The Resilience through Enhanced Adaptation, Action-learning and Partnership Activity (REAAP) is a 3-year project led by Catholic Relief Services and funded by the U.S. Agency for International Development.
REAAP works hand-in-hand with 100 Ethiopian farming communities in six vulnerable districts in Oromia state to design and implement action plans to decrease the risk of climate and related disasters, and to increase resilience to shocks when they occur.
Official name of the project: REAAP (Resilience through Enhanced Adaptation, Action-learning and Partnership Activity)
Project years: 2014-2017
Value of project: $6 million
Names of donors: USAID Office of U.S. Foreign Disaster Assistance, Global Climate Change and Feed the Future Initiatives
CRS and the following partners: Ethiopian Catholic Church-Social Development Coordinating Office of Harar (ECC-SDCOH), Handicap International and Cordaid
GOAL OF THE PROJECT
The goal of REAAP is to encourage almost half a million people to implement risk-reducing actions to improve resilience to climate change. Through REAAP, the Community-Managed Disaster Risk Reduction (CM-DRR) process builds community knowledge and skills, highlighting the link and inter-dependence between livelihoods, food security, nutrition and natural resource management.
REAAP aims to create stronger families by helping them to become more economically secure, be able to buy food and pay for education, and overall better withstand the effect of climate change, drought and food shortages. But REAAP does not stop there. Strengthening families and their resilience also means addressing long-standing gender inequalities and violence against women.
NEED FOR THE PROJECT
Ethiopia is suffering its worst drought in 50 years. Coping with the effects of drought and climate change have become daily challenges for millions of Ethiopians. Prolonged drought, erratic rainfall and land degradation are posing challenges that have pushed people to the edge. This is especially true in several vulnerable districts in Oromia state.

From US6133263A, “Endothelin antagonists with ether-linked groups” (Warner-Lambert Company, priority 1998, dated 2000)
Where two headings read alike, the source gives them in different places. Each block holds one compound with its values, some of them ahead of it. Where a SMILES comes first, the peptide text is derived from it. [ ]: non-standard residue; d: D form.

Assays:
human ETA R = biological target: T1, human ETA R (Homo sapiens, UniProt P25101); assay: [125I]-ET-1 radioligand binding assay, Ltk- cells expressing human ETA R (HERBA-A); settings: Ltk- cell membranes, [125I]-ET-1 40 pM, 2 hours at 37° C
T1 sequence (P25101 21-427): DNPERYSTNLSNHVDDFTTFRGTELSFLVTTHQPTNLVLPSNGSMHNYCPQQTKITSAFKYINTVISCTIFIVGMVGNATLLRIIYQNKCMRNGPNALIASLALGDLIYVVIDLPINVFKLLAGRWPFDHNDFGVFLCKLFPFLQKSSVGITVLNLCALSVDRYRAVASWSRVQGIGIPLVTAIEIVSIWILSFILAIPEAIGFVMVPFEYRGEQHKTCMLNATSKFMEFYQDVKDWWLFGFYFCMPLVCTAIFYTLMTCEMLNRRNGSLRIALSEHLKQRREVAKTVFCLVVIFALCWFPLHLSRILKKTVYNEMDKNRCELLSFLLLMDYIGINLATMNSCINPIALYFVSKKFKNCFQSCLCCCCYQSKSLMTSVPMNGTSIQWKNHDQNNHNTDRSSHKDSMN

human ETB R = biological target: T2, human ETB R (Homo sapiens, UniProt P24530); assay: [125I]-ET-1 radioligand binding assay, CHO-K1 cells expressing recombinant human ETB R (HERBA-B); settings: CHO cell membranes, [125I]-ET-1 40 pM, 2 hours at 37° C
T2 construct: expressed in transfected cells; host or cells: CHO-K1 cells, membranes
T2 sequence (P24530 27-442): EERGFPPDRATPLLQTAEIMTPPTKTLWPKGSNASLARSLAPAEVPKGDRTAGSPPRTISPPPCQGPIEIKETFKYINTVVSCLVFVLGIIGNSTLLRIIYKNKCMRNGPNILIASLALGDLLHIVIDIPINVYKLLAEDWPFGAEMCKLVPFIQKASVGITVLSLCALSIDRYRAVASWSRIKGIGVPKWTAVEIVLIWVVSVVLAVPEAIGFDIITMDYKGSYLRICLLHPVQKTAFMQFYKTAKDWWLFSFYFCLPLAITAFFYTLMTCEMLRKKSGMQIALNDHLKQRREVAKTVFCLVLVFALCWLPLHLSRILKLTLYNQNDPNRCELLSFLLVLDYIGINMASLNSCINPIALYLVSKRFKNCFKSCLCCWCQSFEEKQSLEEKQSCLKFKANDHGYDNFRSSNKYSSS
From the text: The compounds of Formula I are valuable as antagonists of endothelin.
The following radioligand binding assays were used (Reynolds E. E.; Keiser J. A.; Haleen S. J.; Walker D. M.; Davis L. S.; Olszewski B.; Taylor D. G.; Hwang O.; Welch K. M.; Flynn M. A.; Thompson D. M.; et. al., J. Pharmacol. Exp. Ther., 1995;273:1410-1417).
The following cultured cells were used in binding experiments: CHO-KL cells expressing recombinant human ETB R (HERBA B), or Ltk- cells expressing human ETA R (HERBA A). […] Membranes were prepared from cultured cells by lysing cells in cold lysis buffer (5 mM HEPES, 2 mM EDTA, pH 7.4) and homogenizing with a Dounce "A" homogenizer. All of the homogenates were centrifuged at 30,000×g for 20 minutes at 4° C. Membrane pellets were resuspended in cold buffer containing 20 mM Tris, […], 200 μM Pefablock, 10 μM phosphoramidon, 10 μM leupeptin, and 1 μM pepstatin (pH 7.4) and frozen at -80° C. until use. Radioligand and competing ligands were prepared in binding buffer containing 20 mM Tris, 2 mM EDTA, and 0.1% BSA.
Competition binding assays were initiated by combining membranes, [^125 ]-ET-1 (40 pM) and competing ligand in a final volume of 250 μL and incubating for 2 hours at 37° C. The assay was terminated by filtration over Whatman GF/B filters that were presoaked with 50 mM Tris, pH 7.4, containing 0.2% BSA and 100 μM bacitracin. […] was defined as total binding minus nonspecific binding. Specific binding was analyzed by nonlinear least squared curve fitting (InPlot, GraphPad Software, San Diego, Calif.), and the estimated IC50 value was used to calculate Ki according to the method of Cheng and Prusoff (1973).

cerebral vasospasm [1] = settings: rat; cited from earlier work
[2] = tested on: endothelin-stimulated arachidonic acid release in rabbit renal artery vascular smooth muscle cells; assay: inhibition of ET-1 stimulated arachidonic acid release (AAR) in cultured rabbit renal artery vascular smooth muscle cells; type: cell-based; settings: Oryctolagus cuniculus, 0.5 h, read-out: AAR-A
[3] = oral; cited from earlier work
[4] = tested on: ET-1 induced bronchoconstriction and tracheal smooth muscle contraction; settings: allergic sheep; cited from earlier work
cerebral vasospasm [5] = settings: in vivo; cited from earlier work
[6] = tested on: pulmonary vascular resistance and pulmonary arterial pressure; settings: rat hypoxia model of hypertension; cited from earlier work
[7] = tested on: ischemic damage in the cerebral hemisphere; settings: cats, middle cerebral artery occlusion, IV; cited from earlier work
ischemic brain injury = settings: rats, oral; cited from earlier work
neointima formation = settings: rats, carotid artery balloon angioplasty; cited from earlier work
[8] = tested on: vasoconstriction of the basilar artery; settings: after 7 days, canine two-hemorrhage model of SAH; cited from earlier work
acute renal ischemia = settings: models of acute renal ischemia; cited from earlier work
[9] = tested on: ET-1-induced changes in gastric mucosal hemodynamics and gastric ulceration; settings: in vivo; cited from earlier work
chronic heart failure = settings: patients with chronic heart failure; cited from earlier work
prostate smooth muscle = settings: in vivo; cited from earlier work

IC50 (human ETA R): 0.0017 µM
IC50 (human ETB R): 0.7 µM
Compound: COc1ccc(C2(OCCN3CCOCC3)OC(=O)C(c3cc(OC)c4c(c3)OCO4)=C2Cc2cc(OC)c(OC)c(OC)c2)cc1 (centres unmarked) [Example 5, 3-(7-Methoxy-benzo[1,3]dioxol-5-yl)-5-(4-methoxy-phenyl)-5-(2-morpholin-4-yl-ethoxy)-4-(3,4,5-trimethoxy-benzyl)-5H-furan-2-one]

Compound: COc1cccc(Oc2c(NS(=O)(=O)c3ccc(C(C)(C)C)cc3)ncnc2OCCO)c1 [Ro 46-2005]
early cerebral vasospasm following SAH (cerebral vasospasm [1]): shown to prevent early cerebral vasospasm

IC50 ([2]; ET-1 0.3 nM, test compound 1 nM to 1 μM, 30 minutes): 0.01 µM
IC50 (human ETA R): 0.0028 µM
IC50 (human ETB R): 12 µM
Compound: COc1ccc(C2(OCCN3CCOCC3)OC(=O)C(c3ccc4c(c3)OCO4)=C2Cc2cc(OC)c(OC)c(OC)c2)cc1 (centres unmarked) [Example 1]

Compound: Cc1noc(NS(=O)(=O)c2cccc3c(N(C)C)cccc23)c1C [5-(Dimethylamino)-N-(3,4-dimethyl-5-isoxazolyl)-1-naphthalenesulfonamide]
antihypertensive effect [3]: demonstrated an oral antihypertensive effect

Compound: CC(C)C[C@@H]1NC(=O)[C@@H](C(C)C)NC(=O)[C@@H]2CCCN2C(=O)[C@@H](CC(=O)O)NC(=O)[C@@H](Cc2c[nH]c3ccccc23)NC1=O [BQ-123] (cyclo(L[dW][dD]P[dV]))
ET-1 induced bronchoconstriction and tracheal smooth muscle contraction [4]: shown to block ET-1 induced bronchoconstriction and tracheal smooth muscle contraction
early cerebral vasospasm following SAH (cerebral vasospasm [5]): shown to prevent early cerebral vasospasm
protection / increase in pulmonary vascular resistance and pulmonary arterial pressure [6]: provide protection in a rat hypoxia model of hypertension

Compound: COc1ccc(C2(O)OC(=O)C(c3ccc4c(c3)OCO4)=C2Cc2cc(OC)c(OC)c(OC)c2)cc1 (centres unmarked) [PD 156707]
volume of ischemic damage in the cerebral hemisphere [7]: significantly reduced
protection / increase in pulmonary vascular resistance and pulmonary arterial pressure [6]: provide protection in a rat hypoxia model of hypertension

HOW WE DO IT
With REAAP, community volunteers in six districts receive training and establish committees whose members design and put into action plans that decrease the risk of climate-related disaster. Communities learn to identify and address their risks and challenges—from land and soil degradation or financial instability, to a lack of water sources or poor nutrition. They select activities, create a plan and work together to implement manageable, sustainable and low-tech solutions.
- Families and individuals—especially women—have improved their financial situation through Savings and Internal Lending Communities (SILC), allowing them to buy food and livestock and to start small businesses for extra income.
- Farmers yield more crops, even during long periods of drought, by using drought-tolerant seed and seedlings, and tools. Keyhole gardens—small, raised-bed gardens needing minimal amounts of water—provide nutritious vegetables even during drought.
- Community members trained in health and nutrition teach mothers about breastfeeding. Families are learning how to incorporate vegetables and other healthy foods into their diets.
- Communities conducted disaster risk assessments and coordinated regular planning, monitoring, evaluating and learning activities with community Disaster Risk Reduction (DRR) facilitators.
- Communities who have identified land and soil erosion as problems in their villages are building terraces on hillsides and working on reforestation projects. They are also using hand tools to dig wells and create community ponds to collect rainwater.
- Trained community forecasters use national weather predictions and local data to estimate changes in weather and help their communities better plan their farming activities.
- REAAP complements efforts by the Ethiopian government to lead climate change adaptation initiatives. It links community committees, partners and government branches that oversee food security, agricultural growth and disaster risk management.
- The program empowers people with disabilities to participate in and benefit from resilience-focused activities. Local governments are starting to recruit people with disabilities for employment and are in the process of making government officers wheelchair accessible.
BY THE NUMBERS
The targets for REAAP are:
- 475,000 people served through risk-reduction activities
- 95,000 rural households served
- 12,000 people participating in Savings and Internal Lending Communities, or SILC, groups
- 6,396 farmers using new technologies and practices
- 4,840 people learning new skills
- 190 institutions better able to address climate change